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Faecal sludge pump lifespan in urban settings

What is the lifespan of the pumps / pump mechanisms that are used to remove faecal sludge in urban settings? Is there one kind that has been identified as more robust than the others?

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I think this question should be opened to people beyond WaterAid to help! I don't think there is an established lifespan for the current alternative pumps like the Gulper and so on, mostly because they are so recent. Such simple mechanisms can go on for ages but then you replace the parts that fail as you go along, until all parts have been replaced at least once... for example with the Gulper you would expect frequent repairs of the bottom valve and, depending on the quality of local welding, of connections between welded parts.

For budget planning purposes, with large items like trucks you factor in depreciation costs, but for small pumps like the Gulper it is easier and more realistic to put in annual maintenance costs (frequently 20% of the purchase value per year).

For more complex systems, well the Vacutug has been going on for more than 10 years in some places so 10 years could be put in, although with high maintenance costs (as spare parts often come from far). The MAPET hasn't worked for long enough to my knowledge to assess the lifespan (happy to be contradicted on that!). And large vacuum tankers, if well maintained, can last well over 30 years, and Africa is full of tankers well over that age!

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P.S. This a now public thread.

Cristian Anton gravatar imageCristian Anton ( 2015-01-16 05:15:11 -0600 )edit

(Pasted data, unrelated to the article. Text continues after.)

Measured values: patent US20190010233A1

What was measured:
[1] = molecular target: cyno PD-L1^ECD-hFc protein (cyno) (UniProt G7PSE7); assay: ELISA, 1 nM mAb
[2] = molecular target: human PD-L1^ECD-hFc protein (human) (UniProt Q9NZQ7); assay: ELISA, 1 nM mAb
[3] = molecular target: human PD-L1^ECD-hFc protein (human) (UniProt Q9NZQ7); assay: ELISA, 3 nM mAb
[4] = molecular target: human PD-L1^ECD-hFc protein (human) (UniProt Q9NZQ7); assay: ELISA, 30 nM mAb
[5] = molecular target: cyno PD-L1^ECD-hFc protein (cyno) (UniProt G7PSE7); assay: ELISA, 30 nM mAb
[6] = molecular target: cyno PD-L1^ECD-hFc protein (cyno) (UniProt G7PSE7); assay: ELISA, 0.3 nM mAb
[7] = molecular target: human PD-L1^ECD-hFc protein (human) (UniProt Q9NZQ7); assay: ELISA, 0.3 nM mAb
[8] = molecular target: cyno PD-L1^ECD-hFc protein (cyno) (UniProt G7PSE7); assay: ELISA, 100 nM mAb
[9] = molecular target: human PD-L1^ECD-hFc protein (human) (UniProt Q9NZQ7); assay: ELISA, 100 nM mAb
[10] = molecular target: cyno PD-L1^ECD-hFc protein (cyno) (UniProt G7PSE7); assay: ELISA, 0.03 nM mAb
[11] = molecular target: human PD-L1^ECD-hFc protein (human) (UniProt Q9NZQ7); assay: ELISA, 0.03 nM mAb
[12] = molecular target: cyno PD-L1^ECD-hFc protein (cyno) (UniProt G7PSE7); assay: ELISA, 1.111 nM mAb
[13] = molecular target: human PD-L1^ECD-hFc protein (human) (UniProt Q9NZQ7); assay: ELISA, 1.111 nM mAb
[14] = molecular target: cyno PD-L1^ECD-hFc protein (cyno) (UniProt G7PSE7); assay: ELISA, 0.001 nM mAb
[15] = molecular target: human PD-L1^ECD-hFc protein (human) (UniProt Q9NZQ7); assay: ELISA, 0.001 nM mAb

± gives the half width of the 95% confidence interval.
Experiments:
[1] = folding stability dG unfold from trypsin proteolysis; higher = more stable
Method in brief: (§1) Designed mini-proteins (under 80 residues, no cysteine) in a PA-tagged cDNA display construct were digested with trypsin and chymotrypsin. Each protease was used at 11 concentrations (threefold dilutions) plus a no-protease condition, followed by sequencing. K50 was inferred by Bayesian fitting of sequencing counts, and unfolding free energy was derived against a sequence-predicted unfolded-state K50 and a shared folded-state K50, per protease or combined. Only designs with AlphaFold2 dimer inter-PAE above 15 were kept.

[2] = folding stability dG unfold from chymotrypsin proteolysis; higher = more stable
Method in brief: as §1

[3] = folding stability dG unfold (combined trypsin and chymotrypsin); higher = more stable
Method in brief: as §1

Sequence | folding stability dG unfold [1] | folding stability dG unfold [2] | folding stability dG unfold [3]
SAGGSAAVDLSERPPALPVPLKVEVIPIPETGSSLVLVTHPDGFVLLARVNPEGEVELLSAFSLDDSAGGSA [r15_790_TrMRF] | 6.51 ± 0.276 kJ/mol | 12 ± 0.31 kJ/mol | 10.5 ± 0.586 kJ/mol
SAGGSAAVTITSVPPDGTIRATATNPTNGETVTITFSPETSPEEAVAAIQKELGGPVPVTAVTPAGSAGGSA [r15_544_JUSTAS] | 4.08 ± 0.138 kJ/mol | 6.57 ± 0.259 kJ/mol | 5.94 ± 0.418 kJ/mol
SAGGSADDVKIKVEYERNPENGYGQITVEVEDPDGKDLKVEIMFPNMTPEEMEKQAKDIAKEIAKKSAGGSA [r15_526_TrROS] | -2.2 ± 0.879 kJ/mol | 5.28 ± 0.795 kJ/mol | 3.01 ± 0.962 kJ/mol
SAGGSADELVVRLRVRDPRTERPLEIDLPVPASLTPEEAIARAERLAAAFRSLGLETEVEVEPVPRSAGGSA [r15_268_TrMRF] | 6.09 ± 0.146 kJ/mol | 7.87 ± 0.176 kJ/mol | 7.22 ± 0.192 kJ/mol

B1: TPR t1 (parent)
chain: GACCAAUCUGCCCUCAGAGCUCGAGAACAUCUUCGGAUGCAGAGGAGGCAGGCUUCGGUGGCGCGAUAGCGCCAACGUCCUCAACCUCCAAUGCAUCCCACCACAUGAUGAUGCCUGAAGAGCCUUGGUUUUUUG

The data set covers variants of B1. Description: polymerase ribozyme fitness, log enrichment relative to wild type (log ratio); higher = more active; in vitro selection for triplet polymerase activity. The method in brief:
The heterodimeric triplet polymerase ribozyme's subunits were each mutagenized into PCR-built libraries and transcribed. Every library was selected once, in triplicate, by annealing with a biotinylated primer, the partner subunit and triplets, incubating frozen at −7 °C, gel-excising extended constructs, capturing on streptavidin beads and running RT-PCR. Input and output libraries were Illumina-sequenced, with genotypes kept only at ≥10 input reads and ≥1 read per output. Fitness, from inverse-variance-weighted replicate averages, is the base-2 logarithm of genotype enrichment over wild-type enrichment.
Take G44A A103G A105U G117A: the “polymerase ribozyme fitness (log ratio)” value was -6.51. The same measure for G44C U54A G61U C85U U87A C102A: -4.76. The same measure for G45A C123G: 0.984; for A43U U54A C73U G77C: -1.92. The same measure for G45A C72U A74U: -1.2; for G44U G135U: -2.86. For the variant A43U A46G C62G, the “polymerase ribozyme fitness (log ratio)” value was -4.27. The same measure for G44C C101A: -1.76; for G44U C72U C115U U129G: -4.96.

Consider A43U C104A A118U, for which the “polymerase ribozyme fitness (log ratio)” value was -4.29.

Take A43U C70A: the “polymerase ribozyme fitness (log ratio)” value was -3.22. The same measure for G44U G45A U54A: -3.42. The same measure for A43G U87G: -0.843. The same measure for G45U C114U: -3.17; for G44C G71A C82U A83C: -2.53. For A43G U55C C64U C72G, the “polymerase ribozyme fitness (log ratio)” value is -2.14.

Well like Remi said above, the gulper is a simple mechanism that is doing great in urban settings. It can do what trucks can do save for the manual usage establishment. I am a proud gulprenuer that has only been in business since late September but the only time of service has been on the valve which was done free. Haven't had issues worth disposing it. I hope to see how much longer it will work.

P.S. I am using the Gulper 1.

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Thank you - it will be interesting to see what maintenance costs amount to, for example as @bones49 says earlier if it is within 10% of purchase costs per year...

Rémi Kaupp gravatar imageRémi Kaupp ( 2015-01-19 03:26:33 -0600 )edit

Thank you. It is especially useful to hear from users as I work as a fundraiser in the UK and don't often have this opportunity. It would be good to hear your answer to Remi's question re maintenance costs and where you are based.

Michelle Stein gravatar imageMichelle Stein ( 2015-01-30 07:05:35 -0600 )edit

Sorry for the delayed response. I am based in Uganda and working towards moving to South Sudan on the same venture as early as this month. I am yet to pay a penny on maintenance costs on the use of the gulper. I usually make sure the operator gets a good feel of what they are going to use, that way they can be as practical as possible. I have been using Uganda as a proof of concept phase while bringing in some revenue now it's time to pass on the knowledge. I used to only be about Information Technology but I can comfortably add sanitation now, clean business clean wage!

Mordecai Musonge gravatar imageMordecai Musonge ( 2015-02-10 00:15:16 -0600 )edit

Are you looking for a practical answer or a theoretical answer. From an asset management point of view, the economic life span of mechanical components should be 15 years - with probably 10% maintenance cost per year.

In a developing country context, I would say that if your equipment is not local, then this should still apply (albeit with a higher maintenance cost - potentially), and if it is locally made, then perhaps 5-10 years, depending on the quality of the local workmanship and materials. But on the other hand, people can be very good at making things last a lot longer than the theoretic economic life.

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Thank you, the donor was looking for a practical answer so this is useful.

Michelle Stein gravatar imageMichelle Stein ( 2015-01-30 07:02:50 -0600 )edit
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